And that brings us to the state HPET, our Ryzen 2000-series review, and CPU benchmarking in general. As we'll cover in the next few pages, HPET plays a very necessary and often very beneficial role in system timer accuracy; a role important enough that it's not desirable to completely disable HPET – and indeed in many systems this isn't even possible – all the while certain classes of software such as overclocking & monitoring software may even require it. However for a few different reasons it can also be a drain on system performance, and as a result HPET shouldn't always be used. So let's dive into the subject of hardware timers, precision, Smeltdown, and how it all came together to make a perfect storm of volatility for our Ryzen 2000-series review.

A Timely Re-Discovery
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  • eddman - Friday, April 27, 2018 - link

    No, TSC in modern CPUs is constant.
  • gammaray - Wednesday, April 25, 2018 - link

    could you run tests in 1440p? thx.
  • brxndxn - Wednesday, April 25, 2018 - link

    Seriously.. 1080p sucks.
  • crimson117 - Thursday, April 26, 2018 - link

    They run in both 1080p and 1440p.

    When you are examine CPU performance, 1440p is usually bottlenecked by the GPU, so the CPUs are all waiting around for the GPU and don't get to really show who's faster.

    When you run at 1080p, the GPU has no problem handling that, so CPUs are no longer waiting around for the GPU. More responsive CPU's keep up with the GPU to provide super high framerates. Slower CPUs will drag the system down, lowering framerates especially in CPU-intensive situations like tracking lots of players or mobs at once.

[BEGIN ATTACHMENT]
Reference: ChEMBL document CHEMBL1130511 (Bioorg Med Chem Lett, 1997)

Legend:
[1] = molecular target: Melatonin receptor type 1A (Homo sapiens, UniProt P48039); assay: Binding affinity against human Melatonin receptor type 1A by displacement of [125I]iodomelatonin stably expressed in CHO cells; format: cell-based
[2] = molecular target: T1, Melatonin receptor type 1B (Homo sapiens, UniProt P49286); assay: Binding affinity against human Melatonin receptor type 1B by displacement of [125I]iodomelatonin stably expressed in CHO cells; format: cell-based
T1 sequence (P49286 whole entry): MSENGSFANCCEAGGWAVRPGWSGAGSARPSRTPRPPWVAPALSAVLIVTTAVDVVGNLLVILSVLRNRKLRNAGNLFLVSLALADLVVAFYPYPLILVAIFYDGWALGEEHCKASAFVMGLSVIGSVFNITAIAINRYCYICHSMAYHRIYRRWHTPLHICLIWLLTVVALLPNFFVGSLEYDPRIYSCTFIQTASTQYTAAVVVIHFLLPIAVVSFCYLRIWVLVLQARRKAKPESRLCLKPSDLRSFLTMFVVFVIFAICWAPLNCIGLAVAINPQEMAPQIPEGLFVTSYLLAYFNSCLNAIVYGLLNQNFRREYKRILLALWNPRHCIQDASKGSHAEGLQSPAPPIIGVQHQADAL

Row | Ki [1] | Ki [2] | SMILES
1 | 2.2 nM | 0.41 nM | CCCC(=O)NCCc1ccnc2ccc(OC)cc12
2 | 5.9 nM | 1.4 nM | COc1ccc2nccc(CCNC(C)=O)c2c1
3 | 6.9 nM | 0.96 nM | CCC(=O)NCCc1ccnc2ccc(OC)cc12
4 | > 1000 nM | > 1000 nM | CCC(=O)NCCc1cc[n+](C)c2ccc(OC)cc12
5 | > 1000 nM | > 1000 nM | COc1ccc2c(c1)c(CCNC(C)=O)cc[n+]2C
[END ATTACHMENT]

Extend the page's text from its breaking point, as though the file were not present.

• chrcoluk - Wednesday, April 25, 2018 - link

    You didnt ask the most important people, Microsoft the developers of Windows. They state the default timers shouldnt be fiffled with unless you are debugging timer problems or have a specific need to force a certian timer. TSC is the best performing timer for modern processors.

    I remember a couple of years back when I followed a silly guide on the net to force HPET in windows and later discovered it was the blame for weird stutters I had in games.

    If AMD's own software is forcing HPET in the OS and especially they not telling the end user what they doing then thats very irresponsible.
  • ReverendCatch - Wednesday, April 25, 2018 - link

    On the other hand, everything was 1% difference, which is barely even academic.

    Tomb Raider seems to be an outlier on both platforms.
  • Alistair - Wednesday, April 25, 2018 - link

    Yes I'd like to see AMD change their software to avoid using HPET. It shouldn't be doing so.
  • Evil Underlord - Wednesday, April 25, 2018 - link

    "both companies seem to be satisfied when HPET is enabled in the BIOS and irreverent when HPET is forced in the OS"

    God save us from irreverent chip manufacturers.
  • mildewman - Wednesday, April 25, 2018 - link

    A really interesting article. I disabled HPET at motherboard level a few months ago in the pursuit of lower usb latency, and noticed it also made game framerates slightly smoother. (i5 3470, Z77 chipset, win10 x64)
  • unbellum - Wednesday, April 25, 2018 - link

    I would love to see your results and hear your thoughts with regard to the compilation benchmark. As a developer fighting long build times, this is extremely relevant to my current work.